If you would like to take part please contact Laura Kane: laurak@healthwatchnorthumberland.co.uk, or call 03332 408468.

Find out more about our other online forums

 

Unpaid Carers and Mental Health Online Forum

As we will be unable to get out and about across the county to meet with and listen to people for a while, we’re holding some public online forums, and we’d like you to join us. If you are unable to take part but would like to tell us about your experiences of these services, Caroline and Lesley will be available by phone, text and email each Wednesday between 3.00pm and 4.00pm to listen, answer any questions and help with providing information about services.

The forums will take place via Zoom. Read our guide on how to use Zoom.

The subject of this online forum is unpaid carers and mental health services, so if you’d like to share your experiences of services in the last 12 months, or those of someone close to you, please join us.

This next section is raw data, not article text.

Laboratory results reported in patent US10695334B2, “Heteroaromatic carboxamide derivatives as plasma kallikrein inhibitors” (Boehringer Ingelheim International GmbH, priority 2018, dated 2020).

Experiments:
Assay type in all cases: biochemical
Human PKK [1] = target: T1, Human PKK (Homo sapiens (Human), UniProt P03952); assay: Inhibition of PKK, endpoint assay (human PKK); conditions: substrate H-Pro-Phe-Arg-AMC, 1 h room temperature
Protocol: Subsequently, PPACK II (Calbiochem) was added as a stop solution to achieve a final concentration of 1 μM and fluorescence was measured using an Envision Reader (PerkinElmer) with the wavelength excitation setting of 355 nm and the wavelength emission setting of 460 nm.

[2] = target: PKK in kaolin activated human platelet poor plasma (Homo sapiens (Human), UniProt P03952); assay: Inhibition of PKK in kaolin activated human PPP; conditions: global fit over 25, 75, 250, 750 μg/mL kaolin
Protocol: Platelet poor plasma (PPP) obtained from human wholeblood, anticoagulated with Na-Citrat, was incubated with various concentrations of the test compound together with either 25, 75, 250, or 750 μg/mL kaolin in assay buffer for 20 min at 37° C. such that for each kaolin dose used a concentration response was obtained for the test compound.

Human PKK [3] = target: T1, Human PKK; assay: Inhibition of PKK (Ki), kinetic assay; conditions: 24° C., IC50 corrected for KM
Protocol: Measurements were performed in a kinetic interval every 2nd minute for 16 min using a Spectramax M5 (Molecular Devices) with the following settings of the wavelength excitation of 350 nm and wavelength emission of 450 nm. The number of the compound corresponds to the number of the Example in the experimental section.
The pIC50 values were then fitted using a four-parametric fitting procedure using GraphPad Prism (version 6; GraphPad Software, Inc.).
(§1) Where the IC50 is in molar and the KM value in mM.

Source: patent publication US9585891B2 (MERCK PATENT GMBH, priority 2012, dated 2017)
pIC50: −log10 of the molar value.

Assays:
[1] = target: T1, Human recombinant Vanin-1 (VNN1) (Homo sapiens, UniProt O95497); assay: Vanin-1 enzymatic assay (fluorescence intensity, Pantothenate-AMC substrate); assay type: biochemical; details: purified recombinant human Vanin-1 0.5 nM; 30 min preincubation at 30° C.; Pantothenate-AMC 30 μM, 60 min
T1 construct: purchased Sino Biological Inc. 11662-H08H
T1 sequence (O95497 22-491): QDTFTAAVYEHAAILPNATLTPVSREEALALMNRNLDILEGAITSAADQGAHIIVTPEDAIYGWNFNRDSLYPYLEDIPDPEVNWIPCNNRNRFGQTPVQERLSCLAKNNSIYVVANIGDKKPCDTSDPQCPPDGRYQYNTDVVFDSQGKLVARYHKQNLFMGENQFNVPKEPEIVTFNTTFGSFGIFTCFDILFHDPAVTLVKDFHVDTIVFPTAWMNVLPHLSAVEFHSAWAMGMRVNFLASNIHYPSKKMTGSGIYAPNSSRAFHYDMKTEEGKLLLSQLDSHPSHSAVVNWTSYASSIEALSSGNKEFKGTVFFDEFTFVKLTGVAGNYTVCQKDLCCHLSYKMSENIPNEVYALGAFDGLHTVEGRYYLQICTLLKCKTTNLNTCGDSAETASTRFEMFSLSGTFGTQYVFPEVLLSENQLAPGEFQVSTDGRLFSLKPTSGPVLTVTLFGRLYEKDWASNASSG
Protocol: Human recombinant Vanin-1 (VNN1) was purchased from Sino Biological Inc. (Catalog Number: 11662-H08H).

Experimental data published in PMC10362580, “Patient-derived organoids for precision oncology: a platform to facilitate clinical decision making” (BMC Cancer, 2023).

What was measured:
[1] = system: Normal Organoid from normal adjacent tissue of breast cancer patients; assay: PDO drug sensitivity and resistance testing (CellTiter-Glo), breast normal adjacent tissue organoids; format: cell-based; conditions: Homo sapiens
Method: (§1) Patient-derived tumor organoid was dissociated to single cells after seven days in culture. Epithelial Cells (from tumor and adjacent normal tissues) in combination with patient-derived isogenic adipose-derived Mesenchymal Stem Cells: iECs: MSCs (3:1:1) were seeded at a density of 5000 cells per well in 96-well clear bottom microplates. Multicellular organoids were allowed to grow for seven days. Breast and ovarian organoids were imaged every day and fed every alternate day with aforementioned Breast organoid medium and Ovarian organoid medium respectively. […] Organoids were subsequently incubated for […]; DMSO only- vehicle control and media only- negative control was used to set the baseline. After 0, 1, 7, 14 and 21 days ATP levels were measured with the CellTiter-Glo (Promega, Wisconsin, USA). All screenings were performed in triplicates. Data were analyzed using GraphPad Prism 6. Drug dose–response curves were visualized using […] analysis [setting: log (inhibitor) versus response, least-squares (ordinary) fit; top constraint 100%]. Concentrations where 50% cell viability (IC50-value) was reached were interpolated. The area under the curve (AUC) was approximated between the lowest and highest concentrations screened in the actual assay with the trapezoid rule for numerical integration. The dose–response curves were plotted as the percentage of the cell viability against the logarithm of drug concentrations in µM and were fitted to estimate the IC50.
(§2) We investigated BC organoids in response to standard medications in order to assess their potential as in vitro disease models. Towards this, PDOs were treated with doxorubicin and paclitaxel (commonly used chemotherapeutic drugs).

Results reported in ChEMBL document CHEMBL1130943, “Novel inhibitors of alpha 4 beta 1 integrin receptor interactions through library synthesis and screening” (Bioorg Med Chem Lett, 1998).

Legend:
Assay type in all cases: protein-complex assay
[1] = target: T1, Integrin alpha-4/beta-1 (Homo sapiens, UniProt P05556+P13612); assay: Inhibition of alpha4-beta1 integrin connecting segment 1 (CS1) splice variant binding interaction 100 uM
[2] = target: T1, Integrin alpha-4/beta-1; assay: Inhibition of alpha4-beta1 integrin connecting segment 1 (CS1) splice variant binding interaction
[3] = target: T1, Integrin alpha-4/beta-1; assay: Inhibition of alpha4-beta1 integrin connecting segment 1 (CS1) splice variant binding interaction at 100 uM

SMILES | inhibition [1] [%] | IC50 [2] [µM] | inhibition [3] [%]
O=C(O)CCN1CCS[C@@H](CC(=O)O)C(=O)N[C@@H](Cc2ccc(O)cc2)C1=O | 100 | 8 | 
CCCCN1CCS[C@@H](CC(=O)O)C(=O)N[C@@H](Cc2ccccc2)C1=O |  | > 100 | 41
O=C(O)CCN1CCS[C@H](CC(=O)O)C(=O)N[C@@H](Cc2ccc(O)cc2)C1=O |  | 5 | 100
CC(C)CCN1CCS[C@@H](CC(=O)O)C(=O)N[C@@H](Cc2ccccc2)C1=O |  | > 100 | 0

If you would like to take part please contact Laura Kane, laurak@healthwatchnorthumberland.co.uk, or call 03332 408468.

 

Find out about our other online forums

 

Maternity services: Join our online forum

As we will be unable to get out and about across the county to meet with and listen to people for a while, we’re holding some public online forums, and we’d like you to join us. If you are unable to take part but would like to tell us about your experiences of these services, Caroline and Lesley will be available by phone, text and email each Wednesday between 3.00pm and 4.00pm to listen, answer any questions and help with providing information about services.

The forums will take place via Zoom. Read our guide on how to use Zoom.

The subject of this online forum is maternity services, so if you’d like to share your experiences of services in the last 12 months, or those of someone close to you, please join us.

If you would like to take part please contact Lesley Tweddell, lesleyt@healthwatchnorthumberland.co.uk, or 07803 427 466.

 

Find out about our other online forums

 

SEND: Join our online forum